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I checked the price to travel around South American countries (Uruguay, Chile, Argentina, Brazil, Peru, Colombia, etc) but it is insanely expensive, often taking over $500 to fly to other countries.

For example, I searched for a one-way flight from Santiago to Rio de Janeiro, and for the next three months, the cheapest ticket still costs $340.

The distance between two cities is just 1,816 miles. The distance between Shanghai and Singapore is 2,365 miles and the cheapest ticket costs $111. Shanghai to Paris costs $345 yet takes 5,756 miles.

The other cities in South America follow this pattern as well; the ticket is extremely expensive compared to flights in Asia (East and Southeast) and Europe.

Example (the cheapest one-way ticket for the next 3 months as of 2018-03-20 on Google Flights):

  • Buenos Aires to Rio de Janeiro: $140
  • Sao Paulo to Santiago: $284
  • Sao Paulo to Montevideo: $232
  • Lima to Bogota: $303
  • (Buenos Aires to Mexico City: $794)

This makes the whole trip to these otherwise cheap countries no longer attractive cost-wise, and I feel it is even more expensive than traveling around Western Europe for 3+ months.

So why do countries in South America take so much money to travel around?

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    It's not the countries who take so much money but the airlines! – Neusser Mar 20 '18 at 10:17
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    Probably, because of lack of competition on the routes, which comes down to demand. – Weather Vane Mar 20 '18 at 10:52
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    You've accounted for the fact that, except on budget airlines, one-way flights are generally expensive throughout the world? – David Richerby Mar 20 '18 at 17:38
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    these prices are exactly the same as in Europe or North America. – Fattie Mar 20 '18 at 21:45
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    The OP considers $140 for Buenos Aires-Rio expensive? It's a three-hour flight. How much do you expect to pay for a three-hour flight? – Martin Argerami Mar 21 '18 at 2:01
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I would like to add to @Willeke's answer by questioning your initial premise:

This makes the whole trip to these otherwise cheap countries no longer attractive cost-wise, and I feel it is even more expensive than traveling around Western Europe for 3+ months.

You presume that being a cheap country means air tickets must also be cheaper. To analyse that, lets take a look at the costs of running a single flight in the United States:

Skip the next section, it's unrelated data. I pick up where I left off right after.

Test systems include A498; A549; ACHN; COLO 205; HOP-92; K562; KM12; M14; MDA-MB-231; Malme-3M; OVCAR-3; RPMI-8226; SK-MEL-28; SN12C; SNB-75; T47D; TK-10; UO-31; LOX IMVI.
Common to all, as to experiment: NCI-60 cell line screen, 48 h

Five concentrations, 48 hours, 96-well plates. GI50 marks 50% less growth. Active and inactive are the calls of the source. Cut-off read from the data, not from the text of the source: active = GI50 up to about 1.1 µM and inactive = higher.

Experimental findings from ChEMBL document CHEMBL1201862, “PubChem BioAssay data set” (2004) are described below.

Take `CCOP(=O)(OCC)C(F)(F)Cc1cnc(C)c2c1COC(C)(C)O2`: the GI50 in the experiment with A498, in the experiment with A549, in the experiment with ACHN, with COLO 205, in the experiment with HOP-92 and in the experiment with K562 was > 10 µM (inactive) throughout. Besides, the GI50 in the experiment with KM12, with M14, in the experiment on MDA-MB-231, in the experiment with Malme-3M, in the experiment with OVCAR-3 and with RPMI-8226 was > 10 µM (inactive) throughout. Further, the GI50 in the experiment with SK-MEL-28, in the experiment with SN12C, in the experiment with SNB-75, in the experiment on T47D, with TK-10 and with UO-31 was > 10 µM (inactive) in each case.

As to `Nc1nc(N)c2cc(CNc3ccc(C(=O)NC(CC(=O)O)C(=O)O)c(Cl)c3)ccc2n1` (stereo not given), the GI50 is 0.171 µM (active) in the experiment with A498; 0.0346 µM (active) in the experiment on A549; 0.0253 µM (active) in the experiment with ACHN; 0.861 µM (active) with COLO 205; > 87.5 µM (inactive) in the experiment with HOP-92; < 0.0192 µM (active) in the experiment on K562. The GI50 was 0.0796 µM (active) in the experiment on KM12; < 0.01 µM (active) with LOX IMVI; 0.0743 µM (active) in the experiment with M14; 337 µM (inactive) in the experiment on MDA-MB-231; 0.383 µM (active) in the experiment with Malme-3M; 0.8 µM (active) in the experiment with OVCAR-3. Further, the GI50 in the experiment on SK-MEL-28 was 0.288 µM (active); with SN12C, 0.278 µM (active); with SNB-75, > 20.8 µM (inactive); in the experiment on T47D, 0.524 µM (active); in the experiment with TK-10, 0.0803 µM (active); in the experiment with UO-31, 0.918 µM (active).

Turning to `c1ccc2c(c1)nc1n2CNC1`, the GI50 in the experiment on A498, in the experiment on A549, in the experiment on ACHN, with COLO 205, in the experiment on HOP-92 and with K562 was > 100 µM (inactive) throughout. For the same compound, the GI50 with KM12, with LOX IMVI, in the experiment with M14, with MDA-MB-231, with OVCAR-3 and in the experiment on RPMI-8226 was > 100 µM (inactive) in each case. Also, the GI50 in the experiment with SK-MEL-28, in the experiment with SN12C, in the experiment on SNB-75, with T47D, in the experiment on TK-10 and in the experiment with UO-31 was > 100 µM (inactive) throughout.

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  • Fuel is cheaper in the US compared to South America, by about 50%
  • Crew labor isn't significantly cheaper, with Brazilian pilots making more than American pilots
  • Renting/owning aircraft is cheaper in the US
  • All other expenses are generally comparable as they aren't significantly dependent on the costs of local labor

Which means that it isn't significantly cheaper (and potentially even more expensive) to run a plane in South America compared to the rest of the world.

Then you may ask why you're able to get dirt cheap tickets in South East Asia and the answer is volume. Asian airlines are able to run dozens of flights per day between the most popular city pairs, while the number of passengers traveling internationally in South America is relatively low. The most popular route in South America (Rio to Sao Paulo) is dirt cheap, with flights available for as low as $75. If the number of passengers traveling between Rio and Santiago was the same I guarantee you could get excellent deals for that route as well.

  • I agree with Jonathan, and would like to add that even on SE Asia domestic flights are not always cheap. For example, in Myanmar - a very poor country indeed - three domestic flights I took were over $100 each. It was cheaper to fly to Bangkok on a 3hr flight than to fly a 40 minute flight to Mandalay. Same with Laos, where my flight KUL-VTE was cheaper than a domestic flight VTE-Luang Prabang. – George Y. Mar 22 '18 at 16:51
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    @GeorgeY. Myanmar is an abberation -- domestic demand for flights is low due to poverty (plus dirt-cheap but serviceable railways). In addition, there's likely heavy gov't interference, both direct (taxes) and indirect (airline costs). As for Laos, I flew VTE-LPQ for $80 or so -- that's not especially expensive. – dbkk Apr 8 '18 at 18:12
  • @dbkk Expensive is relative. KUL-VTE - a 3hr international flight - costs $49. You paid almost twice more for a 50m domestic flight. – George Y. Apr 9 '18 at 4:56
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As so often with 'why' questions about prices, it is what the people are preparing to pay and what the companies can offer their services for.

Part of the equation will be the taxes.
Part lack of competition.
And likely there will be no cheaper alternatives by other transport that are enough competition for the airlines to lower their prices.

In Europe, there are many ways to get from one country to an other, including (and not restricted to) bus/coach, train and privately owned car. The distances are such that people will often elect to fly to gain a few hours, but they have the alternatives and many people will use those.
In North America the distances are greater already but still giving other options.

In South America, the distances are often much larger and people are less inclined to travel in the first place, when they have to travel they have fewer options and have to go with what is available for the prices asked.
When you compare the prices to the incomes of the average worker in the countries involved you get an even higher price than in Europe and North America.
If the only option to visit a relative in an other country will cost you a months wages, you do not travel there unless you have to be there.